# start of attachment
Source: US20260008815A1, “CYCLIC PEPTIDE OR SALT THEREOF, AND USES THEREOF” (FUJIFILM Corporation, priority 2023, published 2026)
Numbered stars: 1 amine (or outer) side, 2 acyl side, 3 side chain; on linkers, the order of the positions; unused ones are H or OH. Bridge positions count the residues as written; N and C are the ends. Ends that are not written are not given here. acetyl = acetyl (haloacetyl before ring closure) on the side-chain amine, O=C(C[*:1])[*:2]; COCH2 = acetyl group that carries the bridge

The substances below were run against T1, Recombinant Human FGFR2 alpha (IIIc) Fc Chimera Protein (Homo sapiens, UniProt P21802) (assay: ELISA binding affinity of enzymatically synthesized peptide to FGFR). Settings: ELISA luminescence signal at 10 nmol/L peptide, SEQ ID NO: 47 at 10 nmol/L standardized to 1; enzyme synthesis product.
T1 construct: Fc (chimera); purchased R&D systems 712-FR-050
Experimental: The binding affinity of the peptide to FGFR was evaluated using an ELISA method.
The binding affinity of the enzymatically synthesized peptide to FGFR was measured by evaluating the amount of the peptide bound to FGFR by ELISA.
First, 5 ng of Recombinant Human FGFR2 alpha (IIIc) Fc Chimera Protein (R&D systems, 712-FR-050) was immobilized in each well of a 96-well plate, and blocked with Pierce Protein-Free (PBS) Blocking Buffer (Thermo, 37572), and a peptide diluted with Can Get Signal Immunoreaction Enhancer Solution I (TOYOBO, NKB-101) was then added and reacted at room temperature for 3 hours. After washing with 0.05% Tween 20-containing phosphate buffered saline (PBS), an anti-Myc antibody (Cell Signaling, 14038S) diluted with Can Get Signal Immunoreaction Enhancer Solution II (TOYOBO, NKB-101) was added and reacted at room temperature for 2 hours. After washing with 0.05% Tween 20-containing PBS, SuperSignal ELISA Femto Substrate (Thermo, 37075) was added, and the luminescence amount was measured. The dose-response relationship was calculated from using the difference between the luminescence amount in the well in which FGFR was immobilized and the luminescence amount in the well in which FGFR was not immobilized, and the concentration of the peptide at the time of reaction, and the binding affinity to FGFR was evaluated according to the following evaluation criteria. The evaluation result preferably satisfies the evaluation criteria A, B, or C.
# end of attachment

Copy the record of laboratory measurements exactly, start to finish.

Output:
Source: US20260008815A1, “CYCLIC PEPTIDE OR SALT THEREOF, AND USES THEREOF” (FUJIFILM Corporation, priority 2023, published 2026)
Numbered stars: 1 amine (or outer) side, 2 acyl side, 3 side chain; on linkers, the order of the positions; unused ones are H or OH. Bridge positions count the residues as written; N and C are the ends. Ends that are not written are not given here. acetyl = acetyl (haloacetyl before ring closure) on the side-chain amine, O=C(C[*:1])[*:2]; COCH2 = acetyl group that carries the bridge

The substances below were run against T1, Recombinant Human FGFR2 alpha (IIIc) Fc Chimera Protein (Homo sapiens, UniProt P21802) (assay: ELISA binding affinity of enzymatically synthesized peptide to FGFR). Settings: ELISA luminescence signal at 10 nmol/L peptide, SEQ ID NO: 47 at 10 nmol/L standardized to 1; enzyme synthesis product.
T1 construct: Fc (chimera); purchased R&D systems 712-FR-050
Experimental: The binding affinity of the peptide to FGFR was evaluated using an ELISA method.
The binding affinity of the enzymatically synthesized peptide to FGFR was measured by evaluating the amount of the peptide bound to FGFR by ELISA.
First, 5 ng of Recombinant Human FGFR2 alpha (IIIc) Fc Chimera Protein (R&D systems, 712-FR-050) was immobilized in each well of a 96-well plate, and blocked with Pierce Protein-Free (PBS) Blocking Buffer (Thermo, 37572), and a peptide diluted with Can Get Signal Immunoreaction Enhancer Solution I (TOYOBO, NKB-101) was then added and reacted at room temperature for 3 hours. After washing with 0.05% Tween 20-containing phosphate buffered saline (PBS), an anti-Myc antibody (Cell Signaling, 14038S) diluted with Can Get Signal Immunoreaction Enhancer Solution II (TOYOBO, NKB-101) was added and reacted at room temperature for 2 hours. After washing with 0.05% Tween 20-containing PBS, SuperSignal ELISA Femto Substrate (Thermo, 37075) was added, and the luminescence amount was measured. The dose-response relationship was calculated from using the difference between the luminescence amount in the well in which FGFR was immobilized and the luminescence amount in the well in which FGFR was not immobilized, and the concentration of the peptide at the time of reaction, and the binding affinity to FGFR was evaluated according to the following evaluation criteria. The evaluation result preferably satisfies the evaluation criteria A, B, or C.